The coat is easy to care for with twice weekly brushing with a soft bristle brush or curry comb.

This breed does not require a great deal of exercise. Breed expert Clelia Kruel says, "A half-hour of exercise per day is sufficient for adult dogs." Although the Fila is a dignified breed, Kruel says that these dogs are also playful and enjoy their owners' company.

Protective and watchful dogs, Filas need early and continued socialization. Without it, they can become overly protective and aggressive or fearful. A well-socialized dog is much more able to make good decisions as to how to protect her home and family. Early training is needed, too, to channel the breed's desire to work. Kruel says, "The Fila is very willing to please her owner and is a smart, trainable dog." Training should be firm and structured, yet fun and without too much repetition.

The Fila needs a dog-wise, experienced owner who understands the breed. Kruel says, "Before buying a Fila, you need to know if you are ready to take on the responsibility for her training. You must have a 6-foot, secure fence. You must also understand her temperament and be prepared to avoid accidents with strangers." Health concerns include bloat, torsion, and hip dysplasia.

Breed in Brief

Registries: CKC Occupation: Versatile working dog, guardian Size: 23.5 to 29.5 in tall; 125

to 175 lbs Longevity: 10 to 12 years Exercise: Low to moderate activity Training: Moderate Grooming: Easy

innish Spitz

National Bird Finland

he national dog of Finland, the Finnish Spitz is a barking bird dog. She follows the birds until they are treed, and then she barks (with a ringing, yodel-like bark) to direct the hunter to her location. She is so valuable in her native land that a Finnish Spitz cannot finish her championship until she has proven her worth in the field. Competitions are also held to find the dog with the best bark.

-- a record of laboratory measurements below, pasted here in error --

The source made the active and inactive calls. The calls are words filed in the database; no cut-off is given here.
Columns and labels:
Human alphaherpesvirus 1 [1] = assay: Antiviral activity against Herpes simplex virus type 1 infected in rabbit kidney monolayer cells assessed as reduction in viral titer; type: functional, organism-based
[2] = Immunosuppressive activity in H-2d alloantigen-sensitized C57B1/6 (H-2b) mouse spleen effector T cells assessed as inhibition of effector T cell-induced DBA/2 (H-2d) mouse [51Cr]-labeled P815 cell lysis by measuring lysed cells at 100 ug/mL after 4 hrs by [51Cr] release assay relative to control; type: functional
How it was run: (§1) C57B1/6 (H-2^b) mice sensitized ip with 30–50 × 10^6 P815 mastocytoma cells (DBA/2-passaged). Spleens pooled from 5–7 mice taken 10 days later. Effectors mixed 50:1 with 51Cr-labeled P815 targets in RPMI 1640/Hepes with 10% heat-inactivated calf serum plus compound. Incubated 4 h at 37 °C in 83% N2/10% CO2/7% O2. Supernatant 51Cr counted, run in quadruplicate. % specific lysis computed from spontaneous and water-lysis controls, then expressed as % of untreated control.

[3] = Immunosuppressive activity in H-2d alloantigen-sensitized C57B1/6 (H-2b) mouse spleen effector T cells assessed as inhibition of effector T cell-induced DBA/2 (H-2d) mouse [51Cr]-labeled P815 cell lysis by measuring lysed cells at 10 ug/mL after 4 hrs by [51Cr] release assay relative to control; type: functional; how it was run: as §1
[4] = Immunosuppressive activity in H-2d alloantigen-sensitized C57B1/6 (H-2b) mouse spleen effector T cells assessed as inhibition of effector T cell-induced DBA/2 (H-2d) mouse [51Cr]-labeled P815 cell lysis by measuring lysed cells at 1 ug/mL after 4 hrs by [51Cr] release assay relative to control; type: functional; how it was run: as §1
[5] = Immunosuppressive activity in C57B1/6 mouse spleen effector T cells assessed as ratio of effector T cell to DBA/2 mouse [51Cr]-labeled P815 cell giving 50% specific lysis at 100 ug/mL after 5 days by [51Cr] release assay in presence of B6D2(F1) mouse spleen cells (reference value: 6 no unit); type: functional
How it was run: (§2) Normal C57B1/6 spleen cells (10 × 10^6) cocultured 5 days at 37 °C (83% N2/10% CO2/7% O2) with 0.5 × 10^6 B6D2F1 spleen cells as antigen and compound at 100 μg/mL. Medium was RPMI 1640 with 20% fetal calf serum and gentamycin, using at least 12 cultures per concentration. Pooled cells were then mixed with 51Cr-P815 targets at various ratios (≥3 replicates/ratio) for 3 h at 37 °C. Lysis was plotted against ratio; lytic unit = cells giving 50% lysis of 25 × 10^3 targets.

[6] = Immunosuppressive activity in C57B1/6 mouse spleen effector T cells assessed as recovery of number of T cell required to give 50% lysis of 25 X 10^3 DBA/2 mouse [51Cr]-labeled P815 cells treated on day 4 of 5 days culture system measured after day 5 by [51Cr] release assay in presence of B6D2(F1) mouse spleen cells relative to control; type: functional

The Finnish Spitz stands between 15.5 and 20 inches tall and weighs between 25 and 40 pounds. She is foxlike, with a pointed muzzle, upright ears, and almond-shaped, dark eyes. Her tail is plumed and carried over her back. She has a dense, soft undercoat and a long, straight outer coat. Colors range from deep auburn to pale honey, but all are shades of golden-red.

The coat will need brushing two or three times a week. The undercoat sheds heavily in the spring and fall and will need more brushing then.

This is a moderately active breed that needs daily exercise. She will be satisfied with a couple of walks and a good run. All runs off leash should be in a fenced yard, however, as this hunting dog will take off if she flushes a bird or rabbit.

Early socialization is very important to Finnish Spitz kept as pets, as these dogs can be wary of strangers. The barking can easily turn into problem behavior in an area where neighbors live close together. Early training can help control the barking, but these dogs will always bark. The Finnish Spitz is receptive to training but can be independent and just a little bit stubborn.

She has a tendency to bond more closely with one person than with the entire family. She is usually quite tolerant of children and will simply walk away if the kids get too rough. She is good with other pets in the family when raised with them but can be aggressive toward strange dogs. There are no major health concerns.

Breed in Brief

Registries: AKC, UKC, CKC Occupation: Barking bird dog Size: 15.5 to 20 in tall; 25 to 40 lbs

Longevity: 13 to 15 years Exercise: Moderately active Training: Easy; breed does bark

Grooming: Double coat sheds!

Finnish Spitz 239

Pit Bulls as Pets

Pit Bulls as Pets

Are You Under The Negative Influence Of Hyped Media Stereotypes When It Comes To Your Knowledge Of Pit Bulls? What is the image that immediately comes into your mind when you think of the words Pit Bull? I can almost guarantee that they would be somewhere close to fierce, ferouscious, vicious, killer, unstoppable, uncontrollable, or locking jawed man-eaters.